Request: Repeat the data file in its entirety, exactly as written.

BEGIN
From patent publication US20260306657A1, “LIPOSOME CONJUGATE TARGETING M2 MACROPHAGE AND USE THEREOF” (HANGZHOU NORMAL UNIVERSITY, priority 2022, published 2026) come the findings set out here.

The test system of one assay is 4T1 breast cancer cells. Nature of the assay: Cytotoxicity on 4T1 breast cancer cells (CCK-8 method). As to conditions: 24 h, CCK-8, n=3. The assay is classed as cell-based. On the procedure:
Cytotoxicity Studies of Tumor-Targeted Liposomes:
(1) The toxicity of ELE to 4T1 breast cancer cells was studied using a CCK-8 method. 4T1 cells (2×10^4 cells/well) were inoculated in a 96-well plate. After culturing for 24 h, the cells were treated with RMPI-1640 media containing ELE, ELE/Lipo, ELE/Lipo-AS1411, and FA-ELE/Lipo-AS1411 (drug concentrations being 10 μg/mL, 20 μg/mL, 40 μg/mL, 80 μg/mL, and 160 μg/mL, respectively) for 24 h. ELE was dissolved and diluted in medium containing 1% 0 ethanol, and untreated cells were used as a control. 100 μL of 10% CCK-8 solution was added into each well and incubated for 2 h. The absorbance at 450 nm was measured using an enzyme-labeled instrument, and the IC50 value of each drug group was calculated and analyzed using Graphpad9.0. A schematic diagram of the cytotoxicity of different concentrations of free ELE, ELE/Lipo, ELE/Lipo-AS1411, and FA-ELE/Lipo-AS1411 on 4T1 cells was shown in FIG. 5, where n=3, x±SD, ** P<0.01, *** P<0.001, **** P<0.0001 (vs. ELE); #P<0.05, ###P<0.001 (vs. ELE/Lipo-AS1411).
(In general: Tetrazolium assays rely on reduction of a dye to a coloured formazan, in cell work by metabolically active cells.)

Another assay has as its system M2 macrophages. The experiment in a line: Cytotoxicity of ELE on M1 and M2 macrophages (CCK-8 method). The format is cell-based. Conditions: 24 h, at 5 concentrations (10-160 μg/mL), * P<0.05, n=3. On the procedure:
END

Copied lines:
From patent publication US20260306657A1, “LIPOSOME CONJUGATE TARGETING M2 MACROPHAGE AND USE THEREOF” (HANGZHOU NORMAL UNIVERSITY, priority 2022, published 2026) come the findings set out here.

The test system of one assay is 4T1 breast cancer cells. Nature of the assay: Cytotoxicity on 4T1 breast cancer cells (CCK-8 method). As to conditions: 24 h, CCK-8, n=3. The assay is classed as cell-based. On the procedure:
Cytotoxicity Studies of Tumor-Targeted Liposomes:
(1) The toxicity of ELE to 4T1 breast cancer cells was studied using a CCK-8 method. 4T1 cells (2×10^4 cells/well) were inoculated in a 96-well plate. After culturing for 24 h, the cells were treated with RMPI-1640 media containing ELE, ELE/Lipo, ELE/Lipo-AS1411, and FA-ELE/Lipo-AS1411 (drug concentrations being 10 μg/mL, 20 μg/mL, 40 μg/mL, 80 μg/mL, and 160 μg/mL, respectively) for 24 h. ELE was dissolved and diluted in medium containing 1% 0 ethanol, and untreated cells were used as a control. 100 μL of 10% CCK-8 solution was added into each well and incubated for 2 h. The absorbance at 450 nm was measured using an enzyme-labeled instrument, and the IC50 value of each drug group was calculated and analyzed using Graphpad9.0. A schematic diagram of the cytotoxicity of different concentrations of free ELE, ELE/Lipo, ELE/Lipo-AS1411, and FA-ELE/Lipo-AS1411 on 4T1 cells was shown in FIG. 5, where n=3, x±SD, ** P<0.01, *** P<0.001, **** P<0.0001 (vs. ELE); #P<0.05, ###P<0.001 (vs. ELE/Lipo-AS1411).
(In general: Tetrazolium assays rely on reduction of a dye to a coloured formazan, in cell work by metabolically active cells.)

Another assay has as its system M2 macrophages. The experiment in a line: Cytotoxicity of ELE on M1 and M2 macrophages (CCK-8 method). The format is cell-based. Conditions: 24 h, at 5 concentrations (10-160 μg/mL), * P<0.05, n=3. On the procedure: